Custom Directives in AngularJS

With custom directives in AngularJS we can standardize our own way to control the rendering the HTML elements in an AngularJS application. In this article we will be creating a simple AngularJS application demonstrating the concept of custom directives.

Following types of custom directives can be created in AngularJS –

  • Element directives – This directive activates when a matching element is found.
  • Attribute directives – This directive activates when a matching attribute is found.
  • CSS class directives – This directive activates when a matching CSS style is found – least used
  • Comment directives – This directive activates when a matching comment is found – least used

directive() – This function is used to register a directive. The first parameter is the name of the directive that we want to register, while the second parameter is a factory function call that returns a JavaScript object containing the registered directive definition.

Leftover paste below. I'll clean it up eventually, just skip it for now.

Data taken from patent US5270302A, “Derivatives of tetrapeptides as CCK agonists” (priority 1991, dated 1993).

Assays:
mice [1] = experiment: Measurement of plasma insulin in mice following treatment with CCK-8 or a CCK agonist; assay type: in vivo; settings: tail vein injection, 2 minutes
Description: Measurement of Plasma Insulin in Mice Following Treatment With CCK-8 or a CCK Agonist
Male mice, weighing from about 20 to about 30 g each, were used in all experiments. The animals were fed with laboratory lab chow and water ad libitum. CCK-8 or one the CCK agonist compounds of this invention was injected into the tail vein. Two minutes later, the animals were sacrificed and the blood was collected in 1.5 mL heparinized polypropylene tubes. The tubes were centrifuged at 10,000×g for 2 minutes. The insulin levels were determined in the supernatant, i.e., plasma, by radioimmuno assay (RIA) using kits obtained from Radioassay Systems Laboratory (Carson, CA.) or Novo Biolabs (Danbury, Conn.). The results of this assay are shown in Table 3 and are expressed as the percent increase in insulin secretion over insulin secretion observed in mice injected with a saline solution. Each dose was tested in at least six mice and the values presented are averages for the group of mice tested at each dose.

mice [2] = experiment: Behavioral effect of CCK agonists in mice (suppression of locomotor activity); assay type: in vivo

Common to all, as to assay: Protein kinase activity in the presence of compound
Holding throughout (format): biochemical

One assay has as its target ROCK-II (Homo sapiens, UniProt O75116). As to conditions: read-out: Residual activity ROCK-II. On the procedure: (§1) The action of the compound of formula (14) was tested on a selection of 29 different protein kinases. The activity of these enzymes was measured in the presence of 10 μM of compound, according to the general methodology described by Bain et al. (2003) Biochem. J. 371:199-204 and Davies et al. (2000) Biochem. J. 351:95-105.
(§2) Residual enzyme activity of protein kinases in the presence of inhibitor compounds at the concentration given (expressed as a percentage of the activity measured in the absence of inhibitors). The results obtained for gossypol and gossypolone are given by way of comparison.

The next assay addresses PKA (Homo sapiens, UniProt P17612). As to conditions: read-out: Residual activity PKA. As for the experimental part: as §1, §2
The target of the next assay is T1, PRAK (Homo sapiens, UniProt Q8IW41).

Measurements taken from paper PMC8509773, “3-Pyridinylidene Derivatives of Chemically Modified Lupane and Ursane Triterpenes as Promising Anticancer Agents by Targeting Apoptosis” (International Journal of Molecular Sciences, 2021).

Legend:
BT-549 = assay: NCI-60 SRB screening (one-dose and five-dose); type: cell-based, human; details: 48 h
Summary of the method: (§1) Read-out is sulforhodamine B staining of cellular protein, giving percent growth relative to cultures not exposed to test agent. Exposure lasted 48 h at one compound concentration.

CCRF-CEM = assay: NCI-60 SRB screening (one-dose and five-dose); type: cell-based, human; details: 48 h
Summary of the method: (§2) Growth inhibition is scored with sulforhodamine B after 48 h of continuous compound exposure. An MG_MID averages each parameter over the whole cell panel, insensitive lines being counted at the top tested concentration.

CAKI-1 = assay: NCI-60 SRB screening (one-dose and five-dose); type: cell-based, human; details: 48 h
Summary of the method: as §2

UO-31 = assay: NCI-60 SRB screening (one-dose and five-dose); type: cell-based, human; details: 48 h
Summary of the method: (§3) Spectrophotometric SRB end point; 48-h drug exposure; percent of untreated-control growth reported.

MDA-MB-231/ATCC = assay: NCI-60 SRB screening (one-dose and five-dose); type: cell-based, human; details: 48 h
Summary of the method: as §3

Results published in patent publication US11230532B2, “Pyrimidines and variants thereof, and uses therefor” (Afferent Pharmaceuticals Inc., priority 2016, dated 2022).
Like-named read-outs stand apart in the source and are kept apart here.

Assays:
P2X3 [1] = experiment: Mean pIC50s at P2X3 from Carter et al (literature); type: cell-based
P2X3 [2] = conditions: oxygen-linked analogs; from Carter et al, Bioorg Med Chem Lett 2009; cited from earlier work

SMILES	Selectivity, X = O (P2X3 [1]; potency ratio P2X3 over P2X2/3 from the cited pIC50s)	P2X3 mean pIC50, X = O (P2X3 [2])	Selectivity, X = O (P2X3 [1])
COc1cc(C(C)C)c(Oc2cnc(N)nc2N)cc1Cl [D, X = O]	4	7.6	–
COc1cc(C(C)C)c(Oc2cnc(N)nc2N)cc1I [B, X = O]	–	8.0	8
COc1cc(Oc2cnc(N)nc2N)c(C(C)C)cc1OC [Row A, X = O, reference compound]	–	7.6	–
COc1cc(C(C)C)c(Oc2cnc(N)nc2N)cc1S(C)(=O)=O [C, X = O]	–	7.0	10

Below are some of the object properties and functions that we will be using along with the purpose they serve –

  • restrict – to specify the type of the directive that we are creating
  • template – what content needs to be replaced for matching directives in HTML
  • templateUrl – same as template, instead we can put the HTML content to be replaced, inside a separate HTML file.
  • scope – to be able to uniquely identify multiple custom directives in the HTML based on the property we specify within this “scope” property and bind separate values accordingly.
  • compile function – does the initial configuration
  • link function – compile function does the initial configuration, which later calls the link function, which further does the needed data binding before finally rendering it on the browser.

Below is a sample AngularJS application that depicts all that we have discussed –

When our AngularJS application runs, the value of the directive.template property repeats itself as-it-is to appear the same number of times as the directive (<hello …>) appears in the HTML. The data binding happens later within the compile function when the link function gets called. It is important that you understand this bit.

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